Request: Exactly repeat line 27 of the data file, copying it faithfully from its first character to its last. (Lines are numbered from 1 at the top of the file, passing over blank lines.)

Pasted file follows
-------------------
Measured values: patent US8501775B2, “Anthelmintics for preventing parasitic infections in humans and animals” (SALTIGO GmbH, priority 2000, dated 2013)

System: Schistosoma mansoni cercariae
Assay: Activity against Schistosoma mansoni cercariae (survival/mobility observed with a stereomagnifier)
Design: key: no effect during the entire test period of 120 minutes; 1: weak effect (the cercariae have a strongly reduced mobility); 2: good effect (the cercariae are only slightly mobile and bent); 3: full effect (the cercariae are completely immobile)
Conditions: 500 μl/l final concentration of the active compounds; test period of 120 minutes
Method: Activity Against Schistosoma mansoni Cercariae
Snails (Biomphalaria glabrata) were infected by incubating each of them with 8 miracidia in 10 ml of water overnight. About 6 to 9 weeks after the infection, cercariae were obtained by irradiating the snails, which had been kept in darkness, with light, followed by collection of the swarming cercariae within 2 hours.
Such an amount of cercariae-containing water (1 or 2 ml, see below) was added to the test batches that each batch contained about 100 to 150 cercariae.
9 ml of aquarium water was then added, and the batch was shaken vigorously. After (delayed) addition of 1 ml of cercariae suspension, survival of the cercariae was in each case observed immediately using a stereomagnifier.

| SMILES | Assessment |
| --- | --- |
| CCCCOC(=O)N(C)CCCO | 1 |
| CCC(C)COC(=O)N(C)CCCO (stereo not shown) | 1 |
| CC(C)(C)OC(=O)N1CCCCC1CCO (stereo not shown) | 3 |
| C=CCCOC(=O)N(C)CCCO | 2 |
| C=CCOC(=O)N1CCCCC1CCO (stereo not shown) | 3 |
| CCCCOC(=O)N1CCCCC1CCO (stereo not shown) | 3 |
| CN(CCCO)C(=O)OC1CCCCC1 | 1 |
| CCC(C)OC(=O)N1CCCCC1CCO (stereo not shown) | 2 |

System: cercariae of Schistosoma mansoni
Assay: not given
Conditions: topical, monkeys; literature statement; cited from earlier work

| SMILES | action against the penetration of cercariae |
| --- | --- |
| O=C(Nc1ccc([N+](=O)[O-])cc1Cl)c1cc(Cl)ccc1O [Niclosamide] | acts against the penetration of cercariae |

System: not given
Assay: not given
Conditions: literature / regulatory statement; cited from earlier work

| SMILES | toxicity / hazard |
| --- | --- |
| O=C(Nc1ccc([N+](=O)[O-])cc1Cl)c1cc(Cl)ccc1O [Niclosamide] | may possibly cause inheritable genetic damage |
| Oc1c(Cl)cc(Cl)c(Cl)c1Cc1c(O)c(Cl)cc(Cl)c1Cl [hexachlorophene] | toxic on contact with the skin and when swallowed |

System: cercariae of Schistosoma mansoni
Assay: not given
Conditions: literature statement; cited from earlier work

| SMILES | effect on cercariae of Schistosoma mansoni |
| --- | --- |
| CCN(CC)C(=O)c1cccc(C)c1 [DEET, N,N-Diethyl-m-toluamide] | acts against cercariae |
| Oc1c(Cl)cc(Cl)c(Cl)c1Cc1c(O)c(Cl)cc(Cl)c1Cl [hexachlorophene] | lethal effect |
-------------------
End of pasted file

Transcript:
Assay: not given